Allergy : A B C D E F G H I J K L M N O P Q R S T U V W X Y Z Pollen Calendar


Urtica incisa
Source: University of Newcastle [ 3 ]

The nettle family of the Urticales order (nettle), consists of aproximately 45 tree (generally small), shrub, herb and a few vine genera. Found mainly in tropical regions. Many species, especially the nettles ( Urtica , the common stinging nettle is Urtica ferox ) and Australian nettle trees ( Laportea ), display stinging hairs on the stems and leaves. Similar to the ragweeds, the small, greenish flowers often form clusters in the leaf axils. It is the curled stamens of the male flowers, which release the pollen responsible for allergic reactions.The long fibres in the stems of some species, such as ramie ( Boehmeria nivea ), are used in the textile industry. One species of Australian nettle tree, Laportea moroides, is cultivated for its raspberry-like flower clusters. Pellitory ( Parietaria ), a genus of this order, are common wall plants and are often grown as ornamentals. Wall pelliory ( Parietaria judaica ) is also responsible for pollen-induced allergic reactions. [ 1 ]


Elm (Ulmus)

Elm refers to any of about 18 species of forest and ornamental shade trees of the family Ulmaceae , which are native in northern temperate regions. Elm are often cultivated for their attractive foliage. Characterised by their petalless flowers, which appear before the leaves and the nutlike fruit, which is surrounded by a flat, hairy (sometimes), winglike structure called a samara. Species include: the American elm ( U. americana) ; slippery, or red, elm ( U. rubra ); rock, or cork, elm ( U. thomasii ); Chinese elm ( U. parvifolia ); English elm ( U. procera ); Wych elm ( U. glabra ); Camperdown elm ( U. glabra camperdownii ) and the fast-growing Siberian elm ( U. pumila ). Most species are susceptible to the fungoid disease, Dutch elm disease. [ 1 ]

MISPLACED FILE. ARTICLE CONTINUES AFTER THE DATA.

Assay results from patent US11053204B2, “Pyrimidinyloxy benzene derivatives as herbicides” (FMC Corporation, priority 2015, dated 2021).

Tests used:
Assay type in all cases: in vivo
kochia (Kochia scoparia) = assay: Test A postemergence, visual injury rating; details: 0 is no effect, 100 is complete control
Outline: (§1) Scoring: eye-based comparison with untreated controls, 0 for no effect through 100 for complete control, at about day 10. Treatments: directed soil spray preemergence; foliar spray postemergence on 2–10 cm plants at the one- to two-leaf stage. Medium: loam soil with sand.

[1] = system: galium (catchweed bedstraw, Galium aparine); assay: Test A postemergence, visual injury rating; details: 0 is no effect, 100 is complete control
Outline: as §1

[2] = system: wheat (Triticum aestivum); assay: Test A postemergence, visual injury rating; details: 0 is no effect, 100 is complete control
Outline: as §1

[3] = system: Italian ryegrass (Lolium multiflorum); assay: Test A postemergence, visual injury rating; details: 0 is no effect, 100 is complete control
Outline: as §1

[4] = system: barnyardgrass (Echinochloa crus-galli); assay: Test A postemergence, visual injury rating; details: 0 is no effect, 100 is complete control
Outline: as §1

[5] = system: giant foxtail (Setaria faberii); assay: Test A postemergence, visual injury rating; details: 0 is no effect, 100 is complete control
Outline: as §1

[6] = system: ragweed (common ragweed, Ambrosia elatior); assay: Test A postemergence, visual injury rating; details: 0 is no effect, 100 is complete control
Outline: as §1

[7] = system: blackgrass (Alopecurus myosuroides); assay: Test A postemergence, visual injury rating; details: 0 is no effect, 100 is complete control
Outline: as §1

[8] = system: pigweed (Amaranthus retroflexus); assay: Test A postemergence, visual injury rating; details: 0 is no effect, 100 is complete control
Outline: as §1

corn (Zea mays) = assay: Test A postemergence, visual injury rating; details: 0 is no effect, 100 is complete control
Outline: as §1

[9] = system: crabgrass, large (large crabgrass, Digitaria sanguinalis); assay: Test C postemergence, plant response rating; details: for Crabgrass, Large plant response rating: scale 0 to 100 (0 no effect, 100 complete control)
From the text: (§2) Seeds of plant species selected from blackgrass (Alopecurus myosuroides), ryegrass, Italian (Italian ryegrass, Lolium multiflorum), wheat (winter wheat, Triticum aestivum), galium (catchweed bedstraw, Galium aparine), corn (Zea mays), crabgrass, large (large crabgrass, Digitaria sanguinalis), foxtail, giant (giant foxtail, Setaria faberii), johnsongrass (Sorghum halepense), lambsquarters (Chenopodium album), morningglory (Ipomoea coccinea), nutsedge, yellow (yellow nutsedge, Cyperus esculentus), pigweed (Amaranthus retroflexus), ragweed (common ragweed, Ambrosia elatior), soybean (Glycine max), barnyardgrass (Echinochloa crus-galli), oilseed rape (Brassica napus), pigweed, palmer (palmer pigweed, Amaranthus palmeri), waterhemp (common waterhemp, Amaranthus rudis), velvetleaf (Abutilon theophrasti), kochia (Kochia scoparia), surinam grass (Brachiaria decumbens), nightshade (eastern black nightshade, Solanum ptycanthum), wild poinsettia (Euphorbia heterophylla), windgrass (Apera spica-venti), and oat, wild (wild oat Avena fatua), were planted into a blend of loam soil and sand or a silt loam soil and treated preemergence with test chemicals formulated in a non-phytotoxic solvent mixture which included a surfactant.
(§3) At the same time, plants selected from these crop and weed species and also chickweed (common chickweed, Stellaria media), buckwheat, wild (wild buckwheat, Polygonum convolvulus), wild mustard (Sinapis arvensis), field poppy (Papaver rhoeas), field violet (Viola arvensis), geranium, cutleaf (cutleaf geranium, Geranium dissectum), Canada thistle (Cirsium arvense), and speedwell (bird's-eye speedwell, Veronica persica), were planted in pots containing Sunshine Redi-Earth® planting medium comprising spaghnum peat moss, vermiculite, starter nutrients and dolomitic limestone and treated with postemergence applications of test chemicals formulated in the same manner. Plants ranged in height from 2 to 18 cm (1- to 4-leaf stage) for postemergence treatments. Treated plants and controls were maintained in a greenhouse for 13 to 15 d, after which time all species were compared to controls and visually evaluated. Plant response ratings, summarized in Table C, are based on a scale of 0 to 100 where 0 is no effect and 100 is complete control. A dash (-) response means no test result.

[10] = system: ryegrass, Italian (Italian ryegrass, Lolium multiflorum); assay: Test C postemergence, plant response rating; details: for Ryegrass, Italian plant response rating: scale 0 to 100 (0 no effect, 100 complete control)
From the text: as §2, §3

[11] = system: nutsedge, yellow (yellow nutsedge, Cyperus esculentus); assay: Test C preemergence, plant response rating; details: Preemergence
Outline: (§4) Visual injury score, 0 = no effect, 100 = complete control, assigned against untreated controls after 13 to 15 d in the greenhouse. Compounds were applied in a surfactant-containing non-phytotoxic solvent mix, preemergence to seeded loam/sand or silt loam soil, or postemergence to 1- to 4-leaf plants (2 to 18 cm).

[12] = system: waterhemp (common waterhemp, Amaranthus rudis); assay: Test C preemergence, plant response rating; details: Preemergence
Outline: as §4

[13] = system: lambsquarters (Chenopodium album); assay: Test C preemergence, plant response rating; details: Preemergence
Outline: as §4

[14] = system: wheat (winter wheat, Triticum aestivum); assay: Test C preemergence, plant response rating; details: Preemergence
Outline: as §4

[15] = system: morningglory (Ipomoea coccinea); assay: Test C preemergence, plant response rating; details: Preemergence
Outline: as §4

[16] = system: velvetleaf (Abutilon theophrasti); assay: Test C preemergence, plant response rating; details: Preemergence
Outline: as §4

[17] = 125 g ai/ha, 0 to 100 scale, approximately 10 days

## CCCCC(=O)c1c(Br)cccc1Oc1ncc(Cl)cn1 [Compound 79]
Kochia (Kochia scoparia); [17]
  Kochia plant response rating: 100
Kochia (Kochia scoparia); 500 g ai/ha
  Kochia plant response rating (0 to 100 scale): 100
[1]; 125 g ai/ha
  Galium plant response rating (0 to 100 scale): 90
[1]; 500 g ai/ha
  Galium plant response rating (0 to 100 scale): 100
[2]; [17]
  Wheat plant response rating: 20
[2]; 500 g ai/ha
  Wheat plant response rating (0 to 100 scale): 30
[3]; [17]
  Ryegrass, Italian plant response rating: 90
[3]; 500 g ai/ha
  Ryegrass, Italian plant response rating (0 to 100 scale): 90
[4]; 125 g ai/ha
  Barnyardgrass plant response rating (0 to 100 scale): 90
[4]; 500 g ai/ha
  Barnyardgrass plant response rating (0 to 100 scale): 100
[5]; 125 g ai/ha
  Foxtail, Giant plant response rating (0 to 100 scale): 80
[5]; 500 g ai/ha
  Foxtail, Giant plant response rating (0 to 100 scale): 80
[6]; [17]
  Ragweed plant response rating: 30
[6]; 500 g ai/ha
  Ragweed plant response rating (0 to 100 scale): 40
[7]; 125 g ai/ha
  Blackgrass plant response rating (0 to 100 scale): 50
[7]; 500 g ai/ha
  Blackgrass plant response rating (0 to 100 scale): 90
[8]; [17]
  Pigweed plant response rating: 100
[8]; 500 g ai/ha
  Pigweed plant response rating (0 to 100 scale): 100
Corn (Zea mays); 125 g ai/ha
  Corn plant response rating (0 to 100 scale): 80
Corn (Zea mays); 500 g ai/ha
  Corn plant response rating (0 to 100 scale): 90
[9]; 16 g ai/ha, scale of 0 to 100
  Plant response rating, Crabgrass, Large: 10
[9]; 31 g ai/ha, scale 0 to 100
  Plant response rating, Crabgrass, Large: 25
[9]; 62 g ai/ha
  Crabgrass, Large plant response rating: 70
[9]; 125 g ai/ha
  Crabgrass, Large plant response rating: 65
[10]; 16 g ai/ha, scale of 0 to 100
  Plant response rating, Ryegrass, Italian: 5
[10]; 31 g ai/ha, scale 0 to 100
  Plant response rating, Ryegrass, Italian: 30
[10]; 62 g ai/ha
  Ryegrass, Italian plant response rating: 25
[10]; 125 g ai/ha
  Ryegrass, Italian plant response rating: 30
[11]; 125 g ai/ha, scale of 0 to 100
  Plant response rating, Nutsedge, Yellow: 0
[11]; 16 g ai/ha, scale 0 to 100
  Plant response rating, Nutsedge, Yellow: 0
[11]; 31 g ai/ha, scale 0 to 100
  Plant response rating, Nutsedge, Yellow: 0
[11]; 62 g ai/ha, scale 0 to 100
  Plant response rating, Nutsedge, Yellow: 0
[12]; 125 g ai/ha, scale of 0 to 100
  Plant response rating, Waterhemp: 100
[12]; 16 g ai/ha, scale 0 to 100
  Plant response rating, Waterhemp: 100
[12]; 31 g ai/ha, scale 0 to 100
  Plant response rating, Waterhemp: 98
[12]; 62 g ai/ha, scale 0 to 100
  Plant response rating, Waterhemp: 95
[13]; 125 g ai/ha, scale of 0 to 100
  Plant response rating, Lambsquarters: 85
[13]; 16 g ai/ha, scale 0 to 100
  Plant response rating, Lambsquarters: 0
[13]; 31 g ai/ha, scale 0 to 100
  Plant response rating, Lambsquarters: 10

Mulberry (Moraceae )


Source: University of Newcastle [ 3 ]

The Moraceae , or Mulberry, family consists of deciduous or evergreen trees and shrubs, often climbing, generally of pantropical distribution and typified by a milky sap. Many of the Moraceae genera are known for their edible fruit, for example the Morus (mulberry tree), Ficus (fig tree) and Artocarpus ultilis (breadfruit tree). Both the white ( M. alba ) and the red ( M. rubra ) mulberries are cultivated in North America for their fruit, which is soft, juicy and edible - not too unlike the blackberry. The red mulberry is used to make mulberry wine. Silkworms are feed on mulberry leaves. [ 1 ]



Wall Pellitory ( Parietaria judaica )

A wall-climbing plant, common all around the Mediterranean and along the West coast of Europe as far north as central England. The wall pellitory flowers all year round but with distinct peaks in Spring and around November. Surprisingly, no cross reactions are displayed to the closely-related Urticaceae family nor to other species of pellitory. [ 2 ]


[1] The Encyclopaedia Britannica Online :
[2] European Pollen Information :
[3] The Geomorphology and Quaternary Science Research Unit, School of Geosciences, University of Newcastle, Callaghan, NSW, 2083, Australia :




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